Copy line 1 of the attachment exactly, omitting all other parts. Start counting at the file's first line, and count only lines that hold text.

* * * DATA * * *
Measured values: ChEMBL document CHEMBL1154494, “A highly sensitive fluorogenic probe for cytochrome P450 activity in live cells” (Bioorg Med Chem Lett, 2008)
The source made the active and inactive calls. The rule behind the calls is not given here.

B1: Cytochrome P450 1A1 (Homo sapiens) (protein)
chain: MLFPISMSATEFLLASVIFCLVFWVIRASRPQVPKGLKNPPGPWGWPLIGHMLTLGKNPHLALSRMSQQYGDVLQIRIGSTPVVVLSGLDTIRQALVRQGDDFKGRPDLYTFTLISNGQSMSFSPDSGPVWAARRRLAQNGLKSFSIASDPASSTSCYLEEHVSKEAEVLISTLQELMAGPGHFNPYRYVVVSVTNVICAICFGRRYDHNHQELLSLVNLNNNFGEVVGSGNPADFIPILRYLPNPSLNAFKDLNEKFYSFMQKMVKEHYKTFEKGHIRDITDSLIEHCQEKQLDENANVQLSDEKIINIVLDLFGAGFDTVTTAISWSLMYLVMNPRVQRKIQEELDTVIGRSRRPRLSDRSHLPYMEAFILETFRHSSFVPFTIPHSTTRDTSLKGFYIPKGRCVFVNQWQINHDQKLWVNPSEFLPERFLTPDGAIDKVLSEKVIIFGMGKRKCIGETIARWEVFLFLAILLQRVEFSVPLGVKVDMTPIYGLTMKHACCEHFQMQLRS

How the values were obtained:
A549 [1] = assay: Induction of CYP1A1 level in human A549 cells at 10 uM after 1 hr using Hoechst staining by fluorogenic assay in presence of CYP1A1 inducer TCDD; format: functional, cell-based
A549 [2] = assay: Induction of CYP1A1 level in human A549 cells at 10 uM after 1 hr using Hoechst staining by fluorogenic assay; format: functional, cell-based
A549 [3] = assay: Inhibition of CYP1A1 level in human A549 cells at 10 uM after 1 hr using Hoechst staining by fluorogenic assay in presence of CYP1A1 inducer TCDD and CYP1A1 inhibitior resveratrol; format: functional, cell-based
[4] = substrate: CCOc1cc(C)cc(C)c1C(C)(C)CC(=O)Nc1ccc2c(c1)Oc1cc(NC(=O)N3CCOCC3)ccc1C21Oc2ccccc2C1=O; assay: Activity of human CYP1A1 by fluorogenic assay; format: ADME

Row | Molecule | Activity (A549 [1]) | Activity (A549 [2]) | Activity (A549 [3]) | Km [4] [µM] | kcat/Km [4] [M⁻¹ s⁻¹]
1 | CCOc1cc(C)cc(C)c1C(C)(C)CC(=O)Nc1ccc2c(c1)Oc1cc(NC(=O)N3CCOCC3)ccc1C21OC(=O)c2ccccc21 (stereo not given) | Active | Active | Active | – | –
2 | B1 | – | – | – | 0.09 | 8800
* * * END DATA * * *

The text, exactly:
Measured values: ChEMBL document CHEMBL1154494, “A highly sensitive fluorogenic probe for cytochrome P450 activity in live cells” (Bioorg Med Chem Lett, 2008)